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In the Gregorian calendar, New Year's Eve (also known as Old Year's Day or Saint Sylvester's Day in many countries), the last day of the year, is on 31 December. In many countries, New Year's Eve is celebrated at evening parties, where many people dance, eat, drink, and watch or light fireworks. Some Christians attend a watchnight service. The celebrations generally go on past midnight into New Year's Day, 1 January.

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  • New Year's Eve
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  • *
  • *วันสิ้นปี(Thailand)
  • วันสิ้นปี(Thailand)
  • {{วันสิ้นปี(Thailand)
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  • In the Gregorian calendar, New Year's Eve (also known as Old Year's Day or Saint Sylvester's Day in many countries), the last day of the year, is on 31 December. In many countries, New Year's Eve is celebrated at evening parties, where many people dance, eat, drink, and watch or light fireworks. Some Christians attend a watchnight service. The celebrations generally go on past midnight into New Year's Day, 1 January.
  • | duration = 1 day| frequency = Annual| observedby = People around the world| date = 31 December| scheduling = same day each year| celebrations = Reflection; late-night partying; family gatherings; feasting; gift exchanges; fireworks; countdowns; watchnight services; social gatherings, during which participants may dance, eat, consume alcoholic beverages, and watch or light fireworks| type = International| significance = The final day of the Gregorian year| relatedto = New Year's Day}}
  • {{Infobox holiday| holiday_name = New Year's Eve| image = Fanciful sketch by Marguerite Martyn of a New Years Eve celebration.jpg| caption = Fanciful sketch by reporter and artist Marguerite Martyn of a New Year's Eve celebration, from the St. Louis Post-Dispatch of 4 January 1914 | nickname = The Line Islands (part of Kiribati) and Tonga, are examples of the first places to welcome the New Year, while Baker Island (an uninhabited atoll part of the United States Minor Outlying Islands) and American Samoa are among the last.
  • | duration = 1 day| frequency = Annual| observedby = People around the world| date = 31 December| scheduling = same day each year| celebrations = Reflection; late-night partying; family gatherings; feasting; gift exchanges; fireworks; countdowns; watchnight services; social gatherings, during which participants may dance, eat, consume alcoholic beverages, and watch or light fireworks| type = International| significance = The final day of the Gregorian year| relatedto = New Year's Day, Christmas Day, Christmas Eve}}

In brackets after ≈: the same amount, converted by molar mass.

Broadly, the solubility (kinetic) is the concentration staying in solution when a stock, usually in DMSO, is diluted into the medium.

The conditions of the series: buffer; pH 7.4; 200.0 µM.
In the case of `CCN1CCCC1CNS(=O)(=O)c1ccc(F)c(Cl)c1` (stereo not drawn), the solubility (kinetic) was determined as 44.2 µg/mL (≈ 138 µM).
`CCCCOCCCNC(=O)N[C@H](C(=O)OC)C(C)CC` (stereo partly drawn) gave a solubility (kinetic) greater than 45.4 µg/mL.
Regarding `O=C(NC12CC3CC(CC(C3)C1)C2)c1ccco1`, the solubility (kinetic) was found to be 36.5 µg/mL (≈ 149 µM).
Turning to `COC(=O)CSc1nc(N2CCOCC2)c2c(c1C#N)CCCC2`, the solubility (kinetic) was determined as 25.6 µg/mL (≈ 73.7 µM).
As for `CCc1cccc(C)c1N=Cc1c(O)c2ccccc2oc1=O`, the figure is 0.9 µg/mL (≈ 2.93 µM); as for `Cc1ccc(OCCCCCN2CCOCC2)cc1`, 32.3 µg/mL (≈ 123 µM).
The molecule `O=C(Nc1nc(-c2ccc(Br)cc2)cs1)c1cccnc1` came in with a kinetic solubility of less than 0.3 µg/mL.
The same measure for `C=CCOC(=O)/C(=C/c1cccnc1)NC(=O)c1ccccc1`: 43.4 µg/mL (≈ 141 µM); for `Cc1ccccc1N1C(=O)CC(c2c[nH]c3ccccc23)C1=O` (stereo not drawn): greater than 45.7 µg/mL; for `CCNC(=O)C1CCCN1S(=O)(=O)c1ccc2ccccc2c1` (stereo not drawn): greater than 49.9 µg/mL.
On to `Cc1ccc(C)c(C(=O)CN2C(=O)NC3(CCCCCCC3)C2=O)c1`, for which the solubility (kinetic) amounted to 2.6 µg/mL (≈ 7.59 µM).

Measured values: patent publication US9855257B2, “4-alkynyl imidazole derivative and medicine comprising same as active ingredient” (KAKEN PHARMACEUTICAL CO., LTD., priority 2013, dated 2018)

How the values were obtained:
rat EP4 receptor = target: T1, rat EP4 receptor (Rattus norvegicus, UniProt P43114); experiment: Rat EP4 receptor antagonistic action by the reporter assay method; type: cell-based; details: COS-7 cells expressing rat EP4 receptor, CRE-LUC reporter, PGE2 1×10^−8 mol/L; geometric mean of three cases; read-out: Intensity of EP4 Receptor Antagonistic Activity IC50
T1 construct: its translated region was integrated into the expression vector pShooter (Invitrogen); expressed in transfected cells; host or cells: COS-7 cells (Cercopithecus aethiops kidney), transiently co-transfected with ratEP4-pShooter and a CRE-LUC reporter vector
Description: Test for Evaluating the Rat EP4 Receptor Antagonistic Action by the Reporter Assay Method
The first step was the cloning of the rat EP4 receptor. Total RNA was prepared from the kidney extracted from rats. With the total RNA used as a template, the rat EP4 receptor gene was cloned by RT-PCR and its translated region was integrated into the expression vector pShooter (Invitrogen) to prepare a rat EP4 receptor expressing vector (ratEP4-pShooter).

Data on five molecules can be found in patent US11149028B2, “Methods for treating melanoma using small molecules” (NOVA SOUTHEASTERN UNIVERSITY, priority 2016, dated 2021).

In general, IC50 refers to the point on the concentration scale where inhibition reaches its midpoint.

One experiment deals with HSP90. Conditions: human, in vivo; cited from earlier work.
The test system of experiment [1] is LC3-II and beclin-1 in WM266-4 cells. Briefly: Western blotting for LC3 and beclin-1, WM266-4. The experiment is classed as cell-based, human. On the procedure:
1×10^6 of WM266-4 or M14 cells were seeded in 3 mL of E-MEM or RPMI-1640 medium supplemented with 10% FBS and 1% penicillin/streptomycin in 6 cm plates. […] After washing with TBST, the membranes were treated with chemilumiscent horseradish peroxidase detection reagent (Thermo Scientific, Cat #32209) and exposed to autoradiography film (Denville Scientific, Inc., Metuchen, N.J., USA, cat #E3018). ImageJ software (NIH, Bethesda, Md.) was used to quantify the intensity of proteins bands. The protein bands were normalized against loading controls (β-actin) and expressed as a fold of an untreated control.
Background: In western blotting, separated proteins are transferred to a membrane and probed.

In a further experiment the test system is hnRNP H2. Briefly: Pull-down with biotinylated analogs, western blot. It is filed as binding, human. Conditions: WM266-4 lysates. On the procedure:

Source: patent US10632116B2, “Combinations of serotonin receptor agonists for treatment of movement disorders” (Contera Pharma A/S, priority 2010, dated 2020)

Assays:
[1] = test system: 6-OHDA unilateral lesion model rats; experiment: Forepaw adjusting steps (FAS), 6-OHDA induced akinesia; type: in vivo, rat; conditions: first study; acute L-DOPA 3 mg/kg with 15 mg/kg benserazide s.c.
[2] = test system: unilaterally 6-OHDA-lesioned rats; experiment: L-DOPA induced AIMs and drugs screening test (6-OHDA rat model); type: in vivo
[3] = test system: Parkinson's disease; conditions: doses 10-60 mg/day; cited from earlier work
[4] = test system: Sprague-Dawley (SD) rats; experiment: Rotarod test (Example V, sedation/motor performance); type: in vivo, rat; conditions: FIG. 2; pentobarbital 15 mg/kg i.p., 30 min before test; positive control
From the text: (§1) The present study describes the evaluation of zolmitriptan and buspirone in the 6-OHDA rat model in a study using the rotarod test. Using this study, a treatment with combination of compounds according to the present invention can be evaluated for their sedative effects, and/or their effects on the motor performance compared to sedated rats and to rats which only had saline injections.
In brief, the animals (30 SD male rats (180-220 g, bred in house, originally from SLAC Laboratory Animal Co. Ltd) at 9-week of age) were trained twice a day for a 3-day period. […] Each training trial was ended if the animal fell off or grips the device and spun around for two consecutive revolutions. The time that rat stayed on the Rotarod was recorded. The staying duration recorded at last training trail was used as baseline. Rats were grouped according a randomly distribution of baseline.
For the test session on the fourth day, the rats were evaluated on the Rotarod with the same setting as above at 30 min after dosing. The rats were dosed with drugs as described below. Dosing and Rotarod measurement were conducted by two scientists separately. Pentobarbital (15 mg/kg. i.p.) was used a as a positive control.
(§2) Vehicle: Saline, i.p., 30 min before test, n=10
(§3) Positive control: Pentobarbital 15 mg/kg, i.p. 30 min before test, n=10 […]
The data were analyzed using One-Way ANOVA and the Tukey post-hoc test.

rdfs:label
  • New Year's Eve
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has abstract
  • In the Gregorian calendar, New Year's Eve (also known as Old Year's Day or Saint Sylvester's Day in many countries), the last day of the year, is on 31 December. In many countries, New Year's Eve is celebrated at evening parties, where many people dance, eat, drink, and watch or light fireworks. Some Christians attend a watchnight service. The celebrations generally go on past midnight into New Year's Day, 1 January. Tonga and Kiritimati (Christmas Island), part of Kiribati, are examples of the first places to welcome the New Year while Baker Island in the United States of America and American Samoa are among the last.
  • In the Gregorian calendar, New Year's Eve (also known as Old Year's Day or Saint Sylvester's Day in many countries), the last day of the year, is on 31 December. In many countries, New Year's Eve is celebrated at evening parties, where many people dance, eat, drink, and watch or light fireworks. Some Christians attend a watchnight service. The celebrations generally go on past midnight into New Year's Day, 1 January. The Line Islands (part of Kiribati) and Tonga, are examples of the first places to welcome the New Year, while Baker Island (an uninhabited atoll part of the United States Minor Outlying Islands) and American Samoa are among the last.